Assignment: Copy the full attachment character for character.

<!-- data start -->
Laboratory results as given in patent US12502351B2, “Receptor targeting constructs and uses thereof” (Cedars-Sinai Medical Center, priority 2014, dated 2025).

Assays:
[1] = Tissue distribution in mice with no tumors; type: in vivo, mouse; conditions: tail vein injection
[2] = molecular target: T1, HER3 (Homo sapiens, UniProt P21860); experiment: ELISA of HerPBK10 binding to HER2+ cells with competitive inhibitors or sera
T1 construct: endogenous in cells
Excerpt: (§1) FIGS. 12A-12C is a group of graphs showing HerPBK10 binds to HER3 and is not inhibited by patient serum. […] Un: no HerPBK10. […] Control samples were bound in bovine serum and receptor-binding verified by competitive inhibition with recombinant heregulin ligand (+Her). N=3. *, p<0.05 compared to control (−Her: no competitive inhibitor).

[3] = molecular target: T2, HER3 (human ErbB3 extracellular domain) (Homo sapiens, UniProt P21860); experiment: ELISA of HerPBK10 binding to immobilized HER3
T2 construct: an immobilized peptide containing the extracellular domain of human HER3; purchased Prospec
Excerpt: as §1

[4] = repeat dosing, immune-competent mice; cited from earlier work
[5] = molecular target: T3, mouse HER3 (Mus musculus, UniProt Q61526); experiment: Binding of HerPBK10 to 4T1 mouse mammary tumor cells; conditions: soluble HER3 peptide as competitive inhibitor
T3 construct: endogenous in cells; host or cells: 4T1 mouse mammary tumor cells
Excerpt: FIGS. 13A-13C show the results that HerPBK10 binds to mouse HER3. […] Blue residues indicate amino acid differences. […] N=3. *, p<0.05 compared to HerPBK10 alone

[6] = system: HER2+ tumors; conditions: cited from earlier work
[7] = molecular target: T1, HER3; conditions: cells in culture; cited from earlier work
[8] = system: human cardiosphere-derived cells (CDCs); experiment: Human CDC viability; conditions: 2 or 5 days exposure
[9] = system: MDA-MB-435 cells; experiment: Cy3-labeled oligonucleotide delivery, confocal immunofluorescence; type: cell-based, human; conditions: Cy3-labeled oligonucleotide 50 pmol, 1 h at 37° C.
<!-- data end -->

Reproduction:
Laboratory results as given in patent US12502351B2, “Receptor targeting constructs and uses thereof” (Cedars-Sinai Medical Center, priority 2014, dated 2025).

Assays:
[1] = Tissue distribution in mice with no tumors; type: in vivo, mouse; conditions: tail vein injection
[2] = molecular target: T1, HER3 (Homo sapiens, UniProt P21860); experiment: ELISA of HerPBK10 binding to HER2+ cells with competitive inhibitors or sera
T1 construct: endogenous in cells
Excerpt: (§1) FIGS. 12A-12C is a group of graphs showing HerPBK10 binds to HER3 and is not inhibited by patient serum. […] Un: no HerPBK10. […] Control samples were bound in bovine serum and receptor-binding verified by competitive inhibition with recombinant heregulin ligand (+Her). N=3. *, p<0.05 compared to control (−Her: no competitive inhibitor).

[3] = molecular target: T2, HER3 (human ErbB3 extracellular domain) (Homo sapiens, UniProt P21860); experiment: ELISA of HerPBK10 binding to immobilized HER3
T2 construct: an immobilized peptide containing the extracellular domain of human HER3; purchased Prospec
Excerpt: as §1

[4] = repeat dosing, immune-competent mice; cited from earlier work
[5] = molecular target: T3, mouse HER3 (Mus musculus, UniProt Q61526); experiment: Binding of HerPBK10 to 4T1 mouse mammary tumor cells; conditions: soluble HER3 peptide as competitive inhibitor
T3 construct: endogenous in cells; host or cells: 4T1 mouse mammary tumor cells
Excerpt: FIGS. 13A-13C show the results that HerPBK10 binds to mouse HER3. […] Blue residues indicate amino acid differences. […] N=3. *, p<0.05 compared to HerPBK10 alone

[6] = system: HER2+ tumors; conditions: cited from earlier work
[7] = molecular target: T1, HER3; conditions: cells in culture; cited from earlier work
[8] = system: human cardiosphere-derived cells (CDCs); experiment: Human CDC viability; conditions: 2 or 5 days exposure
[9] = system: MDA-MB-435 cells; experiment: Cy3-labeled oligonucleotide delivery, confocal immunofluorescence; type: cell-based, human; conditions: Cy3-labeled oligonucleotide 50 pmol, 1 h at 37° C.